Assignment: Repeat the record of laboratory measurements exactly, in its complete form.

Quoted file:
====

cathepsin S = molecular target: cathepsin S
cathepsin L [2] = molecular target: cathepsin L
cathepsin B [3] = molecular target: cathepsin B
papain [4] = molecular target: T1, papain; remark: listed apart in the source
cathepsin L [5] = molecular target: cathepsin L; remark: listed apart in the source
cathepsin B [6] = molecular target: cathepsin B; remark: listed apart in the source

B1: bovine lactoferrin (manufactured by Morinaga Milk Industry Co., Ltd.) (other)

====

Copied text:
cathepsin S = molecular target: cathepsin S
cathepsin L [2] = molecular target: cathepsin L
cathepsin B [3] = molecular target: cathepsin B
papain [4] = molecular target: T1, papain; remark: listed apart in the source
cathepsin L [5] = molecular target: cathepsin L; remark: listed apart in the source
cathepsin B [6] = molecular target: cathepsin B; remark: listed apart in the source

B1: bovine lactoferrin (manufactured by Morinaga Milk Industry Co., Ltd.) (other)